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From Damien Katz <>
Subject Re: /_all_dbs and security
Date Mon, 01 Mar 2010 15:45:36 GMT
I don't think end users need a list of dbs they can access on the server. Think the simplest
answer is to only support _all_dbs operation for admins and be done.


On Mar 1, 2010, at 1:40 AM, Brian Candler wrote:

> On Mon, Mar 01, 2010 at 09:55:46AM +0100, Filipe David Manana wrote:
>>> The reason for no storing _security as a doc is an optimization. So we
>>> extend that optimization, and have something like a  security_changed event
>>> for a db, that the _dbs database can react to. The model isn't different
>>> from subscribing to _changes, it'd just be a separate code path.
>> That's a good idea (both simple and more efficient).
>> The only issues left are the cases where the user adds a new DB file
>> (possibly coming from other server for e.g.) into the DB dir, deletes a DB
>> file or replaces a DB file with an old version (a backup whose update seq
>> number is from the past).
> ...
>> Do you think this would add too much overhead or it could be a somewhat
>> "light" approach? Or better, do you have a better idea for it?
> Just as an idea, you could just turn this on its head. Suppose _dbs was the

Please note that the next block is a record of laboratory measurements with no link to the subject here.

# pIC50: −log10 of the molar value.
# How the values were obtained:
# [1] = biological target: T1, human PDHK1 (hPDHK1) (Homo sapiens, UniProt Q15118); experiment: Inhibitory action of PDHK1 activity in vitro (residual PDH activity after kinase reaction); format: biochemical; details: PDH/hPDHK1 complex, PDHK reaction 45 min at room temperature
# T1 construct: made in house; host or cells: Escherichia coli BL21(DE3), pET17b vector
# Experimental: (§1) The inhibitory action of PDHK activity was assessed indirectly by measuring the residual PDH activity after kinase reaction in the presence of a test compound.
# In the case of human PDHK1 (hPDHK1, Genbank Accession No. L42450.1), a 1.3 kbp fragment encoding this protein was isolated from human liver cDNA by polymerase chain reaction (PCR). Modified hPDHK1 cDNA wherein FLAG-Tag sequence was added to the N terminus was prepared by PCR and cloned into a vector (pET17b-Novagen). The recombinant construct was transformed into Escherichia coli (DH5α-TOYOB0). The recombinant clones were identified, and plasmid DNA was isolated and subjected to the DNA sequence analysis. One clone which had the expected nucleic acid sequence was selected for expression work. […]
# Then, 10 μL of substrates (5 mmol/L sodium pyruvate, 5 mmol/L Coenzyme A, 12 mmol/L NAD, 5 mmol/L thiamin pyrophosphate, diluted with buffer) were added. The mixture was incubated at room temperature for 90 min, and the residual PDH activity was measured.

> primary source of information; then the _security record within the database
> is just a cached copy of that.  It's easy enough to take a _changes feed
> from _dbs to update this cache.
> But in that case, the cache would be better kept in RAM, rather than within
> the database file.
> After all, CouchDB already keeps a cache of open database filehandles,
> doesn't it?  So you could read the security information from a regular
> document (an "expensive" operation) when you open the database, and then
> just continue to use that version thereafter.  You'd invalidate the cache if
> the corresponding _dbs object is updated.
> However this leaves the following issue: what if the database file is
> renamed on disk, or disk-copied to a different system which happens to have
> an existing _dbs entry for that name?
> I think the best solution is for the _dbs database to be indexed by uuid. 
> But to make this work efficiently, the database file *on disk* should also
> be named by its uuid, rather than the database name.  That's probably too
> big a change to swallow at this stage.
> But it does have some other side benefits (such as being able to "rename" a
> database instantly without touching the filesystem, and being able to
> automatically spread a large number of databases across directories without
> forcing the user to use database names like 00/xxx, 01/yyy, 02/zzz etc)
> Regards,
> Brian.

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